Having examined 'supply chain' concept, let us now briefly examine aspects related to Supply Chain Management. Supply Chain Management (SCM) As supply chains have become more complex and crucial for businesses dependent economies, we need to clearly differentiate supply chain management from logistics management (Ballou, 2006a).
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Supply chain management 18.104.22.168. Supply chain processes: the integrated supply chain point of view To describe supply chains from a process point of view, we refer to the supply chain operations reference (SCOR) model. SCOR is a cross-industry standard for supply chain management and has been developed and endorsed by the supply-chain council .
companies. In this case, supply chain management mainly focuses on cooperation between the supply chain actors. 1.1.2. Supply chain management 22.214.171.124. Supply chain processes: the integrated supply chain point of view To describe supply chains from a process point of view, we refer to the supply chain operations reference (SCOR) model.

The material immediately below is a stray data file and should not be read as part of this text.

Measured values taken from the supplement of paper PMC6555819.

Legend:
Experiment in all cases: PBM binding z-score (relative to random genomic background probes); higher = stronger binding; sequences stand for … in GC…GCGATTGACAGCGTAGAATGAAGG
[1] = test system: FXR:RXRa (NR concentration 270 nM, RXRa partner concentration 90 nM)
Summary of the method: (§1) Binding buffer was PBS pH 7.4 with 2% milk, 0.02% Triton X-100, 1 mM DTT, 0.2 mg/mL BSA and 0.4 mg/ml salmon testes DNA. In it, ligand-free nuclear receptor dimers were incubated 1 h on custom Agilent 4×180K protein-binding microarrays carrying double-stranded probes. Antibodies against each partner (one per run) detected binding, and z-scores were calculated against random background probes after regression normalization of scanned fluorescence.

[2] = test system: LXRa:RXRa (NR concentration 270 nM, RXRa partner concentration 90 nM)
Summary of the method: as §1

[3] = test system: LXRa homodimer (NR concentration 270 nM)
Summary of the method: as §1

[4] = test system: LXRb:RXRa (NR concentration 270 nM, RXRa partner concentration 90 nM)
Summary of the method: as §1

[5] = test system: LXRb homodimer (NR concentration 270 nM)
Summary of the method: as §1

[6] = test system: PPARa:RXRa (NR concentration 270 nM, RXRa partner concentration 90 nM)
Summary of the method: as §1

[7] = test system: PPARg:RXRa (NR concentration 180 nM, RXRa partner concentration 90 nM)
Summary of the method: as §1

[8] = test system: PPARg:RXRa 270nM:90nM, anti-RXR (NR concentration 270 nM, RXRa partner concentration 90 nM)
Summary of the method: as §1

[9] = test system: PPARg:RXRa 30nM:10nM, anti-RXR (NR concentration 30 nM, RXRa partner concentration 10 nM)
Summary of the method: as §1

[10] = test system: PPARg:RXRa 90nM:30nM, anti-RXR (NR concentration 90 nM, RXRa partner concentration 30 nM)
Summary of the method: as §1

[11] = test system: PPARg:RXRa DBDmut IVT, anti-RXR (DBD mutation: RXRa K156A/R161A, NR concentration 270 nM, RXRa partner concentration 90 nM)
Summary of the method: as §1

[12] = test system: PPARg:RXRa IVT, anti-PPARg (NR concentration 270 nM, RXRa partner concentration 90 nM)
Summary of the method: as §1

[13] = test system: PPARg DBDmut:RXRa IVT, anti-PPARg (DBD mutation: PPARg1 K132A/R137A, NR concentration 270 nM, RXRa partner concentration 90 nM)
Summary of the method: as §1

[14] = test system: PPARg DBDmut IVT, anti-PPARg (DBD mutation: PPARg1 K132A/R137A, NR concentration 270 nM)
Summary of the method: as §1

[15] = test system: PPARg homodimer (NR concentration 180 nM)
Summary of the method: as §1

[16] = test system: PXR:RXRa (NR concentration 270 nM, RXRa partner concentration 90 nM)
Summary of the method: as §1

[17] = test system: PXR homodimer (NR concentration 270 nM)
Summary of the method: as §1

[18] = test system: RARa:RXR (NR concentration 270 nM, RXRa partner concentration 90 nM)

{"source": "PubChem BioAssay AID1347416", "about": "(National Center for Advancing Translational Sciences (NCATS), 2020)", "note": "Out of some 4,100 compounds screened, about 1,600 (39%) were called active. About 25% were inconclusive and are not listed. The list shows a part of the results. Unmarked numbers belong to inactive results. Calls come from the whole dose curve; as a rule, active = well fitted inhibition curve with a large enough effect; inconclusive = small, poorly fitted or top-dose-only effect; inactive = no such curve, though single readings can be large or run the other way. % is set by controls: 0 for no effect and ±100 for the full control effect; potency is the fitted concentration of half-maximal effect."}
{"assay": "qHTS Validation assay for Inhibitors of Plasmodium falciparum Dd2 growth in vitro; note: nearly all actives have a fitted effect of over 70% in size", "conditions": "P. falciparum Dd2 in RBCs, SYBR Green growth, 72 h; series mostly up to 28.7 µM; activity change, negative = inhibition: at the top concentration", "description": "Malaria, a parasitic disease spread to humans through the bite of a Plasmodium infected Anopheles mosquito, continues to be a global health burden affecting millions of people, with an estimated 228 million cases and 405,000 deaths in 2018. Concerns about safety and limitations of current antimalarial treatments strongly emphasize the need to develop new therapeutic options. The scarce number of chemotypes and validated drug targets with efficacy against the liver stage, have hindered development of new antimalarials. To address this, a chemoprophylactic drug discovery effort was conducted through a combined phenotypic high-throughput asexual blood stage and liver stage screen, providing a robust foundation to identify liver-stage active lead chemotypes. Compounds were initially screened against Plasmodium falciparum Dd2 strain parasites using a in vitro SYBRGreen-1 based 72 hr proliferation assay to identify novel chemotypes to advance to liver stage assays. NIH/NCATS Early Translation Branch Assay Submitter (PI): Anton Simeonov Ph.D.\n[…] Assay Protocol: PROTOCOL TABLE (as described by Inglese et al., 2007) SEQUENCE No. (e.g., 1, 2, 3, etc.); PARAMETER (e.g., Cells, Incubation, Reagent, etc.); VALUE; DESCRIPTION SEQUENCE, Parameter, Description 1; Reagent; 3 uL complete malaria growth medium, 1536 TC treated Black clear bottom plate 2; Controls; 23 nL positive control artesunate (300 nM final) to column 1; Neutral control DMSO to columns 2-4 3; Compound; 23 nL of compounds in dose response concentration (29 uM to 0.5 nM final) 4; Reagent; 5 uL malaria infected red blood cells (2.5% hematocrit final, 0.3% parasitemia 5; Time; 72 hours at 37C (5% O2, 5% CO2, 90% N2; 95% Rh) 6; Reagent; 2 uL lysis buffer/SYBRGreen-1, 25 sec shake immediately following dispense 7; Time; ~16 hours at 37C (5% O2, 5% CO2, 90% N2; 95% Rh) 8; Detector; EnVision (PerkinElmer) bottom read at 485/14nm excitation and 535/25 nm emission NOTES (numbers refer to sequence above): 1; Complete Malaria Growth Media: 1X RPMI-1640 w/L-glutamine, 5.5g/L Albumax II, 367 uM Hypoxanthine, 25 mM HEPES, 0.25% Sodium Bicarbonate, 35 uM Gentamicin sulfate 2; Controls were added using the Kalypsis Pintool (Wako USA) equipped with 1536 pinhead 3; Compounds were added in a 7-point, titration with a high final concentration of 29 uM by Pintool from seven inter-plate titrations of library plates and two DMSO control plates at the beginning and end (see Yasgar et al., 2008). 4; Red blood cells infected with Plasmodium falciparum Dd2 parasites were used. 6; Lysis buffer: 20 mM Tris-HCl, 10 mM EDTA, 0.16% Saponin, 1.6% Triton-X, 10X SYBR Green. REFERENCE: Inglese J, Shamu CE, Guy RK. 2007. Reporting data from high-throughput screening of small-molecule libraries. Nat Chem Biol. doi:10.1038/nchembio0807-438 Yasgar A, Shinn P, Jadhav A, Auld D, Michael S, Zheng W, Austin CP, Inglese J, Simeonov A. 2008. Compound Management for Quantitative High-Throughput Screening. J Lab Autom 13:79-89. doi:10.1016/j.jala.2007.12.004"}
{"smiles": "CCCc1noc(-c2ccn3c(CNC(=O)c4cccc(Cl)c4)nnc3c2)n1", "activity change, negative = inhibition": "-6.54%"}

Accenture reports how a microchip company created a more resilient and sustainable supply chain to respond in almost real-time to disruptions. Read more. Keywords: sustainable supply chain, supply chain resilience, advanced supply chain, maturity assessment, proactive risk management, supply chain digital twin, supply chain stress test Created Date
Qlik for supply chain: forecasting and planning 6 Qlik for supply chain: sourcing and supplier performance 8 Qlik for supply chain: production insights 10 Qlik for supply chain: warehousing and distribution 12 Qlik for supply chain: transportation, storage and logistics 14 Qlik for supply chain: fleet management 16
WEI Yi-min, China XU Ming-gang, China YANG Jian-chang, China ZHAO Chun-jiang, China ZHAO Ming, China Members Associate Executive Editor-in-Chief LU Wen-ru, China Michael T. Clegg, USA BAI You-lu, China BI Yang, China BIAN Xin-min, China CAI Hui-yi, China CAI Xue-peng, China CAI Zu-cong,